Officials Caution Drivers And Prepare For Avalanches As Another Snow Storm Slams Colorado

Snowy conditions on Colorado highways on Thursday afternoon.

The mountains will get slammed by a winter snowstorm starting Thursday and heading into the weekend, eventually bringing mixed accumulations to the northern Front Range on Friday as well.

“It’s going to be pretty treacherous,” said Scott Entrekin, a meteorologist with the National Weather Service.

Winds gusting up to 60 mph combined with heavy snow will make terrible driving conditions in the mountains, Entrekin said. Between 1 and 3 feet of powder is predicted by Saturday morning, when the storm is expected to end.

The snow will head into Denver Thursday evening and overnight. Most of the snow in the metro will fall during the day Friday with 3 to 5 inches expected. Entrekin said some areas north and east of Denver could see up to 10 inches due to snow bands.

“It’s going to fluctuate over the next 24 hours,” he said. “It may mean heavy snow over Greeley for a period. Then it might drop down and you get that heavier snow band over Denver and then it kind of fluctuates back and forth.”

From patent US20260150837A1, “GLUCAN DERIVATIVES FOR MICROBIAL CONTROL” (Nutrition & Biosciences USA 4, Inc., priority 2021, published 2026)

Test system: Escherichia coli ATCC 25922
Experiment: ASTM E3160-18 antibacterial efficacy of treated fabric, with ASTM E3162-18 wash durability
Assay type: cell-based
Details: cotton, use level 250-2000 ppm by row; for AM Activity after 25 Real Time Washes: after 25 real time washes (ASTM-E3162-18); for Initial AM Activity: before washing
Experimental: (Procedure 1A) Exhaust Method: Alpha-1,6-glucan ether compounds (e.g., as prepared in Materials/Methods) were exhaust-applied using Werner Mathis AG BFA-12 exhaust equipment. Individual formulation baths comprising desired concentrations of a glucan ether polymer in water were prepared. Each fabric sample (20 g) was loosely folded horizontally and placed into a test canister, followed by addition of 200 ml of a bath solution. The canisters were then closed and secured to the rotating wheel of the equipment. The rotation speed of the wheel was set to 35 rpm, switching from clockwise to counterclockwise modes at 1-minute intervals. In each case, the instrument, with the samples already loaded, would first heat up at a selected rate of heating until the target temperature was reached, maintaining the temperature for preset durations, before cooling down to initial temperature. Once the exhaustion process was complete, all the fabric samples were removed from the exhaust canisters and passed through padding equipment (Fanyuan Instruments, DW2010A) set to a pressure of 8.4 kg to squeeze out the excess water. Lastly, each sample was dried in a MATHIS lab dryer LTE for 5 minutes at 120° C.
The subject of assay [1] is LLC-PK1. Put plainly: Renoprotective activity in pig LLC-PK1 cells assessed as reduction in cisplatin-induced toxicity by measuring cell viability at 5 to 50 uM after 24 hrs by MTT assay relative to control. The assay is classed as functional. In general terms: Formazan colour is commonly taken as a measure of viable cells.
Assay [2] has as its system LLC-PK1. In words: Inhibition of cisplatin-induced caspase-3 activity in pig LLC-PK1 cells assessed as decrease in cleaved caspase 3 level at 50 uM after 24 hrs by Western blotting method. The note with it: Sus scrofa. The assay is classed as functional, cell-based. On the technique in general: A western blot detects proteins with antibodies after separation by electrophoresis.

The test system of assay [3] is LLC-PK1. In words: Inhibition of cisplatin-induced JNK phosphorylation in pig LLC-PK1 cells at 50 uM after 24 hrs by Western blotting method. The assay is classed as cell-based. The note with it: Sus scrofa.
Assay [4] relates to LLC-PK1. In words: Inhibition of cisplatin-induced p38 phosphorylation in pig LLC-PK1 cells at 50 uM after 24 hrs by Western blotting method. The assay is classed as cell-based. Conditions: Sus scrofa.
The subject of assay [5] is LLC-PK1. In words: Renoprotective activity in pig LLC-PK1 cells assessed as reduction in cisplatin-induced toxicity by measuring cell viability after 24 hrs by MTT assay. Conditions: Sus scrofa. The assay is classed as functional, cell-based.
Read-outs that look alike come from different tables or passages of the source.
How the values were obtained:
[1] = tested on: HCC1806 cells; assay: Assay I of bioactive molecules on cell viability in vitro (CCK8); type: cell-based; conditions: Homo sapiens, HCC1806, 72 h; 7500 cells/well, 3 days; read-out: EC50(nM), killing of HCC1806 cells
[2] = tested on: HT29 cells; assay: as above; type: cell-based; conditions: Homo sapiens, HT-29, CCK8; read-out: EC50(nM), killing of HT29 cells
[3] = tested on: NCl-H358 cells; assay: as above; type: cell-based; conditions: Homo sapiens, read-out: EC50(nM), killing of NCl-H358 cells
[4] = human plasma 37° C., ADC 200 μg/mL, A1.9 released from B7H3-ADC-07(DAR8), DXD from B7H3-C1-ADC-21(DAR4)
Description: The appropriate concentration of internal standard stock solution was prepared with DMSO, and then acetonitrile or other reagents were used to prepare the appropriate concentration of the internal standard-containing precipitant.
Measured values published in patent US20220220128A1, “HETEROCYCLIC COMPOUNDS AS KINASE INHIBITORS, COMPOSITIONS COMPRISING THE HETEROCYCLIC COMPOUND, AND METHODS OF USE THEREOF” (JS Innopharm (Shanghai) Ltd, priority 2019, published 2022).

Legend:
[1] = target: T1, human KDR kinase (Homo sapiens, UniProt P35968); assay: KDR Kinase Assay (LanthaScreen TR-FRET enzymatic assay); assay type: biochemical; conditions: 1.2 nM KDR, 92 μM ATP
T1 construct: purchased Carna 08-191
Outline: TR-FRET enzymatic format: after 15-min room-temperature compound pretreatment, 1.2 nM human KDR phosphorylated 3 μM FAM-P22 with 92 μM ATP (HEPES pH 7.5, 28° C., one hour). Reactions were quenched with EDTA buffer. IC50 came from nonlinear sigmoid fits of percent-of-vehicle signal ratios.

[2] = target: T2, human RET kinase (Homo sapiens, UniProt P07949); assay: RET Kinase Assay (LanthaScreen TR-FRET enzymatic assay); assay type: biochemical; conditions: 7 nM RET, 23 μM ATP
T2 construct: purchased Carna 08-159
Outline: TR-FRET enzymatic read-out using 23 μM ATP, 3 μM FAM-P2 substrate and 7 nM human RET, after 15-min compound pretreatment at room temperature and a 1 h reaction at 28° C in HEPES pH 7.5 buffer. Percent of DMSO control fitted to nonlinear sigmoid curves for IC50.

The National Weather Service issued a Winter Storm Warning through Interstate 70’s Mountain Corridor until 8 p.m. Friday.

People traveling on Interstates 25 and 76 on Friday morning will likely experience icy and snow-packed roads, Entrekin said. In the Front Range, people should see the storm die down after Friday night’s rush hour.

With all of that snow coming, the Colorado Department of Transportation is planning to do avalanche mitigation work from early Friday through the afternoon. That means I-70, U.S. 40 at Berthoud Pass and U.S. 6 at Loveland Pass will close periodically so crews can do their work.

"A typical mitigation mission from start to finish is about 30 minutes for us,” said Jamie Yount, CDOT’s winter operations program manager. “But the thing that can really slow us down and can be a little bit unpredictable is the cleanup after these snow slides come down and put debris on the highway."

When that happens, delays can stretch out for hours, Yount said. CDOT prefers to run smaller avalanche “missions” multiple times through, with possibly smaller results, in order to head off larger events — like an avalanche last March near Copper Mountain that closed I-70.

“An avalanche onto an open road is a failure,” Yount said.

Yount said to expect extended delays throughout the day, and warned that the expected snowfall will make travel "extremely difficult." He recommended motorists travel in the mountains later in the day Friday and make sure they have proper tires and a full tank of gas.